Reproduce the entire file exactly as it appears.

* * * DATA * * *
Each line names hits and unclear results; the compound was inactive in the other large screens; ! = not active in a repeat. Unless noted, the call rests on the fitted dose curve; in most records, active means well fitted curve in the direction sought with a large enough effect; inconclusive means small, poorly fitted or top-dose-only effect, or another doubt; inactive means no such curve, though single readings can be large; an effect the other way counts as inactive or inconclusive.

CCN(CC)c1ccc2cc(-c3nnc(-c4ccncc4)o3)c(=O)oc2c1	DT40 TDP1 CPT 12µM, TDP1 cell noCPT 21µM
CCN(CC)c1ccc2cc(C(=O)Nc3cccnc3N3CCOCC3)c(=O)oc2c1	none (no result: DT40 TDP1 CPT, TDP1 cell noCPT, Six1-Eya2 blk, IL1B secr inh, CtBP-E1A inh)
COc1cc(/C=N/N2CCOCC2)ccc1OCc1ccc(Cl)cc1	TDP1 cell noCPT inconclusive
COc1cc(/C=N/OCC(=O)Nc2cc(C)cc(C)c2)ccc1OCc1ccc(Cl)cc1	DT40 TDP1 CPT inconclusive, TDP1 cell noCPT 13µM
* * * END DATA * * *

Each line names hits and unclear results; the compound was inactive in the other large screens; ! = not active in a repeat. Unless noted, the call rests on the fitted dose curve; in most records, active means well fitted curve in the direction sought with a large enough effect; inconclusive means small, poorly fitted or top-dose-only effect, or another doubt; inactive means no such curve, though single readings can be large; an effect the other way counts as inactive or inconclusive.

CCN(CC)c1ccc2cc(-c3nnc(-c4ccncc4)o3)c(=O)oc2c1	DT40 TDP1 CPT 12µM, TDP1 cell noCPT 21µM
CCN(CC)c1ccc2cc(C(=O)Nc3cccnc3N3CCOCC3)c(=O)oc2c1	none (no result: DT40 TDP1 CPT, TDP1 cell noCPT, Six1-Eya2 blk, IL1B secr inh, CtBP-E1A inh)
COc1cc(/C=N/N2CCOCC2)ccc1OCc1ccc(Cl)cc1	TDP1 cell noCPT inconclusive
COc1cc(/C=N/OCC(=O)Nc2cc(C)cc(C)c2)ccc1OCc1ccc(Cl)cc1	DT40 TDP1 CPT inconclusive, TDP1 cell noCPT 13µM